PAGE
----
Economic and social class differences in literacy-specific
access to print
have been widely documented. designed to provide access to
This study examined literacy materials and
opportunities for ters. There were
parent-child three specific
Head Start Cen- the influence of
text type (highly predictable,
episodic predictable, parents and children;
(2) to examine
there were differences ficiency and proficient language and concepts
in these patterns
of print scores
between low pro-
(3) to examine gains in receptive children of low proficiency and
proficient parent in the study; 18
readers. Forty-one parents and low proficiency parent readers
children participated 23 proficient parent
readers were involved in type affected patterns of influenced conversational
a 12-week book club. Results indicated that text
and that parents’ reading with different text types
proficiency serving as a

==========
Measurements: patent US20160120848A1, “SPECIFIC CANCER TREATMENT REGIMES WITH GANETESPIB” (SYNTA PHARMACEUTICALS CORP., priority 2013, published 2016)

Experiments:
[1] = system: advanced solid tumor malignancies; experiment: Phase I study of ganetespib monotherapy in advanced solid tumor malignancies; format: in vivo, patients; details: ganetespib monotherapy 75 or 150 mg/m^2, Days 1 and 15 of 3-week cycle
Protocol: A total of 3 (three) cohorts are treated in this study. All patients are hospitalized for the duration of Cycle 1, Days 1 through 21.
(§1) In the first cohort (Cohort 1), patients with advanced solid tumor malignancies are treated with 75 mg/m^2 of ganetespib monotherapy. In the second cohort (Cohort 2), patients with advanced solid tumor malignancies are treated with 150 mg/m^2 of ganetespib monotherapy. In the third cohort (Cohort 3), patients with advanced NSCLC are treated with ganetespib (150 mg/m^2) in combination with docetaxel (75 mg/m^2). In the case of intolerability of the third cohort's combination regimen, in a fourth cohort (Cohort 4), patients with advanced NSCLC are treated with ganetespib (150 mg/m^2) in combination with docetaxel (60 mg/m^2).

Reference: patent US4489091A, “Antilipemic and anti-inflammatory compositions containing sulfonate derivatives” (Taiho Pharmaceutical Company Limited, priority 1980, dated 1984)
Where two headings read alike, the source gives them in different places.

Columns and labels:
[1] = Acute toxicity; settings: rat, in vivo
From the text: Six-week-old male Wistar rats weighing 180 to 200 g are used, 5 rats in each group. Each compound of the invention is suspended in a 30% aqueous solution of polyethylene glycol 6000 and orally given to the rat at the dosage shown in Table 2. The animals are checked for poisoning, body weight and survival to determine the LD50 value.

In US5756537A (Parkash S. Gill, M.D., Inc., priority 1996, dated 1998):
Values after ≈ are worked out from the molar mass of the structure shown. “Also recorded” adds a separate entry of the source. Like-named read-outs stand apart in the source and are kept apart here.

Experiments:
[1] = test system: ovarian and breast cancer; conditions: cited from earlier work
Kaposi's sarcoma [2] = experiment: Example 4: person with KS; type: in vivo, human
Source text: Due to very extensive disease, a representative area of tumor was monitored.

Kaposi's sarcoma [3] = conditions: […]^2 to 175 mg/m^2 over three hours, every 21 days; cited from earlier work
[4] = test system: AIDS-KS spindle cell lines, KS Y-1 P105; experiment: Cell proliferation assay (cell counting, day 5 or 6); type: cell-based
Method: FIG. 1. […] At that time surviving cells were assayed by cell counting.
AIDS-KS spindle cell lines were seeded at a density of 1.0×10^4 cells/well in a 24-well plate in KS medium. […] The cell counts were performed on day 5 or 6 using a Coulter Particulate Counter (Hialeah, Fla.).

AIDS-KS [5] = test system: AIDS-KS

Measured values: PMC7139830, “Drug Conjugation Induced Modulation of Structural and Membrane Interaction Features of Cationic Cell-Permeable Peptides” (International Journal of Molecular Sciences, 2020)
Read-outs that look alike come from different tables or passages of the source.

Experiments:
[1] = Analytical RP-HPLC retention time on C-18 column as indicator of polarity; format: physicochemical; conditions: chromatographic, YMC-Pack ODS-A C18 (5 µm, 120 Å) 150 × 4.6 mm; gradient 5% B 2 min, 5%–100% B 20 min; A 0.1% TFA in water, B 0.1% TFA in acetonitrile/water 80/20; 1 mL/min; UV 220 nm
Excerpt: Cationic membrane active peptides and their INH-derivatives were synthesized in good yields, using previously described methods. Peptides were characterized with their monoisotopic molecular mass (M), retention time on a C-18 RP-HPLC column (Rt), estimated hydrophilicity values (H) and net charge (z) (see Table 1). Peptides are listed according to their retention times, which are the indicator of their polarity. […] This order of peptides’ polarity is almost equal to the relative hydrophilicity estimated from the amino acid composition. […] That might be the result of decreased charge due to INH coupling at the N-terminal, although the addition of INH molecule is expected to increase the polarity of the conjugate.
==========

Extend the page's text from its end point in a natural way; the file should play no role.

of parental reading and concepts of
providing further evidence for the importance
parental storybook reading on children’s emerging literacy.
access to disparities
can and do
provide rich & Gallagher,
The activity that is the subject of this report was supported in part by the US. Department of Education. However, the opinions expressed herein do not necessarily reflect the position or policy of the U.S. Department of Education or the Pennsylvania Department of Education, and no official endorsement should be inferred.
The author wishes to thank Lynanne Black and Maura Moran for their assistance on this project.
Correspondence tion, CITE, Bitter
should be sent to Hall, Philadelphia,
B. Neuman, 19122.